Zynga: Limited Progress Keeps Investors Looking Toward 2014
After replacing the founding CEO in July with a star executive, Don Mattrick, from Microsoft, the best way to describe the year for Zynga has been one of little-to-nothing in the way of external progress. The maker of social games for Facebook and mobile devices was able to stop the slide in quarterly revenue and, hence, share price, but Zynga has provided very little in the way of progress to external investors.
At this point, investors must stick with new management and the hoped turnaround, or take the recent stock gains and run. Remember, Glu Mobile took roughly a year to complete its turnaround. Glu Mobile now sits with a strong game release lineup and a new platform for monetizing those games with tournaments and rewards. In a more interesting move, Glu Mobile even ported the popular Deer Hunter 2014 game from mobile to Facebook, providing solid evidence that good games can prosper on any platform.
Lack of vision
After surging to yearly highs over $4.50 prior to the holidays, Zynga has crashed in the last couple of weeks due to a lack of news and vision on 2014 prospects. The company has been very tight-lipped about new games, but investors shouldn't construe the lack information for a lack of internal progress. Some of the best news occurs when investors aren't aware of progress being made behind the scenes, not to mention that keeping competition in the dark can provide a huge advantage.
The company's new CEO has an impressive resume, turning Xbox into a huge winner for Microsoft, and the company has several sound franchises in Zynga Poker, Farmville, and Words with Friends. Most importantly, Mattrick has $1.5 billion worth of reasons (in the form of cash for investors) to not lose interest.
Mattrick provided five pillars for the company to focus on going forward. The major ones, areas in which the company is still struggling, are creating new hits and moving to mobile. The sustaining top franchises, fleshing out the Zynga network and driving efficiency, are progressing very nicely. On the upcoming fourth-quarter conference call, investors will be keying in on whether progress is being made on developing new hits.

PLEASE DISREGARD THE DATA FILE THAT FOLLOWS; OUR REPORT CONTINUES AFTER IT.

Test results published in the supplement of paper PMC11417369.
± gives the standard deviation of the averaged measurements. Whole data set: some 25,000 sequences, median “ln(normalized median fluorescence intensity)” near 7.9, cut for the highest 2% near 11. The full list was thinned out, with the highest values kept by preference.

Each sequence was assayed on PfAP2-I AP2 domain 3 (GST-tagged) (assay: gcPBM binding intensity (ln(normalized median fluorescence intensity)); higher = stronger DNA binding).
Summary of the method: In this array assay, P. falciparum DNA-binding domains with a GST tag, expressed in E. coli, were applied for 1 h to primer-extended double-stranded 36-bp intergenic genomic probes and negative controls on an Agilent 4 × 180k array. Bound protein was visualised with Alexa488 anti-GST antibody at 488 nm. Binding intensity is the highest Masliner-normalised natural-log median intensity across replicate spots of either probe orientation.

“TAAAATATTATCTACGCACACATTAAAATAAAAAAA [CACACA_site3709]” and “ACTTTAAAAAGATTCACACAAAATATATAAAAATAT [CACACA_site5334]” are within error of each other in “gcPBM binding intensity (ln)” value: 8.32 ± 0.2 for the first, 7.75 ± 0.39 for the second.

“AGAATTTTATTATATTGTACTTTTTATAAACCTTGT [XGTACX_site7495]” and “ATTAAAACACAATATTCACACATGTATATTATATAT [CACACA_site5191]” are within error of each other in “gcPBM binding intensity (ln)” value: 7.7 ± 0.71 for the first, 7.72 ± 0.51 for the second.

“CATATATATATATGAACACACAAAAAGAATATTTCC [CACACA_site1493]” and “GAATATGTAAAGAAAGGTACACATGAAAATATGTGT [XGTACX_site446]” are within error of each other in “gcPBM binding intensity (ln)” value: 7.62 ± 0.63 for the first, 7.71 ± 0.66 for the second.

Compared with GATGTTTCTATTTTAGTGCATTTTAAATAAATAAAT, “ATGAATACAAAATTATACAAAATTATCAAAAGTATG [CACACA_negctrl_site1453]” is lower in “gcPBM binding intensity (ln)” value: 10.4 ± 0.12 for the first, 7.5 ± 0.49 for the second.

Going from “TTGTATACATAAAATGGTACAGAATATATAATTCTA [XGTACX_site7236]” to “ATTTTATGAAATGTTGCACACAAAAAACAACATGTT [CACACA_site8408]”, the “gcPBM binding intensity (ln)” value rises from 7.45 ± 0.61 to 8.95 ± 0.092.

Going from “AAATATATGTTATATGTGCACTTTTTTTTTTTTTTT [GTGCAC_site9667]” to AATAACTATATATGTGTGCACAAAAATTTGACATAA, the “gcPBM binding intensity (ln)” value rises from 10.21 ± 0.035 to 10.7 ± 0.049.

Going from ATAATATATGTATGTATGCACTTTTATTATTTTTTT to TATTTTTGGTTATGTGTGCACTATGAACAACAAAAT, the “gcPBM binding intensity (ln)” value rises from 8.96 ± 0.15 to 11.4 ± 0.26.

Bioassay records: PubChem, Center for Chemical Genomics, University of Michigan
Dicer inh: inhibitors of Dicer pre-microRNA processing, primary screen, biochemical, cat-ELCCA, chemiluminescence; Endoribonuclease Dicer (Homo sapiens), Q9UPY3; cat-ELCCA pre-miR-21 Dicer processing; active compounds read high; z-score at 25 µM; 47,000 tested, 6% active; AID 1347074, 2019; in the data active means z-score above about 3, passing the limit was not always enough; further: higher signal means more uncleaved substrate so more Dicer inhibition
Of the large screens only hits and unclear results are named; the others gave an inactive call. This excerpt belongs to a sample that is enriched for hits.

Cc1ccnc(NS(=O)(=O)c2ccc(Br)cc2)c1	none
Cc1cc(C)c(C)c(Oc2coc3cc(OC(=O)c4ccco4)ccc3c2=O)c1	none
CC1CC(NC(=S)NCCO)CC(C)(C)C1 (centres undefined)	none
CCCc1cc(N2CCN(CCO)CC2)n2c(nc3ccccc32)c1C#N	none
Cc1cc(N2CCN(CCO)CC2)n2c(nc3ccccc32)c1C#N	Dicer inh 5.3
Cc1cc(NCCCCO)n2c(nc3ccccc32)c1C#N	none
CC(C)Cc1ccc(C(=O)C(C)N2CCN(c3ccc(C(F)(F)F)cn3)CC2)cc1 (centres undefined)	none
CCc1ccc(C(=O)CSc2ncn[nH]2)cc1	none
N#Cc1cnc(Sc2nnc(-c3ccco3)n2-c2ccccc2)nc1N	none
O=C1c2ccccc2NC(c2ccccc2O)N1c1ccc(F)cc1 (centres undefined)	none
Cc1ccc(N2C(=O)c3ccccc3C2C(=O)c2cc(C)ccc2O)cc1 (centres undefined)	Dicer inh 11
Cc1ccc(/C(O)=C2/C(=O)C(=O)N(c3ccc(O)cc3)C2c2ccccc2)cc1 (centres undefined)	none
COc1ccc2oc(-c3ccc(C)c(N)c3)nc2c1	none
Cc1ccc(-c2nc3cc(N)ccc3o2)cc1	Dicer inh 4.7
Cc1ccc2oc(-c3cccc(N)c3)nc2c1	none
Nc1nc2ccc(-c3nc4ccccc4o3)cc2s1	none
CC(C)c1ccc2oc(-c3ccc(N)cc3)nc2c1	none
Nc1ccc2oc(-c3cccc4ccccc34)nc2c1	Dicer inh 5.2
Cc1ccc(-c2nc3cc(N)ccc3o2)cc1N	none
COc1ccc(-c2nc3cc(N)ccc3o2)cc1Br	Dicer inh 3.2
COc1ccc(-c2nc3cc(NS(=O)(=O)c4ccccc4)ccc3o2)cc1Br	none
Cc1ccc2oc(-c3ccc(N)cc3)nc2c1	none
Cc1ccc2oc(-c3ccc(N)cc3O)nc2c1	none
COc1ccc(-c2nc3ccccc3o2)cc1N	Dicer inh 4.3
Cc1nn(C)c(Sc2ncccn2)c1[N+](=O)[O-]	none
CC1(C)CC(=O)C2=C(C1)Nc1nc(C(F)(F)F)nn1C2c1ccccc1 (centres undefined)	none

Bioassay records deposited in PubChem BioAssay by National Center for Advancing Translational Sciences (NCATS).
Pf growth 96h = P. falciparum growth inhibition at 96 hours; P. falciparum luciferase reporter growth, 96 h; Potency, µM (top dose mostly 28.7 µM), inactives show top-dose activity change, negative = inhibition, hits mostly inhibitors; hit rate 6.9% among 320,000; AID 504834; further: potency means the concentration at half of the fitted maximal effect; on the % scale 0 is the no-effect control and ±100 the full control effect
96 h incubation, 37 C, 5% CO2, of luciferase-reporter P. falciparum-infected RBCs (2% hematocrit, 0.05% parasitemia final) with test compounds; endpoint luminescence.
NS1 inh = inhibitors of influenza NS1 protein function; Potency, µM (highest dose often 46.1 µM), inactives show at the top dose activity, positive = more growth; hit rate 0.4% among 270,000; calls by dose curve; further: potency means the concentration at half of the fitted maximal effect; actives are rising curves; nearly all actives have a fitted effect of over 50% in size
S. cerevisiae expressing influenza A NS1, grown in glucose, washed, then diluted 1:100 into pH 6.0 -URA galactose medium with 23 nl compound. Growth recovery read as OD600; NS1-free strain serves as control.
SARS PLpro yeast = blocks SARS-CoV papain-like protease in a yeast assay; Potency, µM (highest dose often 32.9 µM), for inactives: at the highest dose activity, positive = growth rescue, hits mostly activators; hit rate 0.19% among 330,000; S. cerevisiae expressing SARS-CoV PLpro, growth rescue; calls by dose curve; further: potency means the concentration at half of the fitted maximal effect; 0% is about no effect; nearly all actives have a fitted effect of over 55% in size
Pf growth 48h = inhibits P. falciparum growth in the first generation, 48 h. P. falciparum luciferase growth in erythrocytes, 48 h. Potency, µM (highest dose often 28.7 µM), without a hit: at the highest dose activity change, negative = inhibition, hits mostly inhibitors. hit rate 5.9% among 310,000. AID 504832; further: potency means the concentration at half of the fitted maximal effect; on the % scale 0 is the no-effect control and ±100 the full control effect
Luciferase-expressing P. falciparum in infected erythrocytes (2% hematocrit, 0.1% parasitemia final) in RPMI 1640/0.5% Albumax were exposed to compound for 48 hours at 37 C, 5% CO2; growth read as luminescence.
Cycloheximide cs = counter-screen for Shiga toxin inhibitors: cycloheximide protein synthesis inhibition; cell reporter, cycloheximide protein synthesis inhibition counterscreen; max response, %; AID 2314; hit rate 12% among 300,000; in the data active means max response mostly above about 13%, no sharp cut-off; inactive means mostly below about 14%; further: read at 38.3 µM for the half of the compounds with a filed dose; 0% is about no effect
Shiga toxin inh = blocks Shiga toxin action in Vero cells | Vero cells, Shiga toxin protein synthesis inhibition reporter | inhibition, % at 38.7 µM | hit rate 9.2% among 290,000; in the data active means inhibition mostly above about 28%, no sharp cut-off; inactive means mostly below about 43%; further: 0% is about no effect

Near the end of 2012, Glu Mobile made the calculated decision to delay the release of games while improving monetization by developing a games-as-a-service platform, or GASS, called GluOn. The new technology platform allows for improved, more compelling game play via tournaments, leader boards, real-time chat, and player-to-player messaging. Notably, the company recently launched the first game, Eternity Warriors 3, with the full suite of GluOn features.
Initially, investors were disappointed with game delays, causing the stock to spend most of the last year in the dumps. Now, however, the successful launch of the latest Deer Hunter franchise, and a strong lineup for the first quarter of 2014, has investors lining up for a potentially rewarding year. Similar patience could pay off for Zynga investors.
The move by Glu Mobile to port the successful mobile game, Deer Hunter 2014, to the Facebook platform could be a sign that the platform has a bigger future than expected. For the third quarter of 2013, Facebook grew games revenue by 18% over the same period in 2012.
The first move that Mattrick made was to return the company's focus to the social genre that was successful in the past. Actually, however, the platforms where Zynga does business continue to grow, and the misconception before Mattrick took over was that Zynga needed to flee Facebook for mobile platforms or focus on real-time gaming in order to grow. The problem now is that game developers have released mega hits (like Candy Crush Saga and Hay Day) that took gamers away from Zynga. The Facebook platform isn't the problem -- the lack of new hit games is the problem.
The evidence continues to suggest that the company's new CEO made the correct decision to steer Zynga back toward the social genre. All of the major mobile platforms, including Facebook, continue to provide substantial growth for game developers. Instead of diving into real-money gaming or other areas outside the company's core competency could have taken it completely off track. Now though, similar to Glu Mobile, Zynga must begin delivering on the promise of new mega hits. Mattrick's past game development skills need to start bubbling to the surface, or 2014 will become the year of major consternation for investors. The lack of external evidence is not a major concern yet, but internal progress needs to start materializing for investors to get excited about the future.
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The article Zynga: Limited Progress Keeps Investors Looking Toward 2014 originally appeared on Fool.com.Mark Holder and Stone Fox Capital clients own shares of Glu Mobile and ZYNGA INC and are short shares of Facebook. The Motley Fool recommends Facebook. The Motley Fool owns shares of Facebook. Try any of our Foolish newsletter services free for 30 days. We Fools may not all hold the same opinions, but we all believe that considering a diverse range of insights makes us better investors. The Motley Fool has a disclosure policy.
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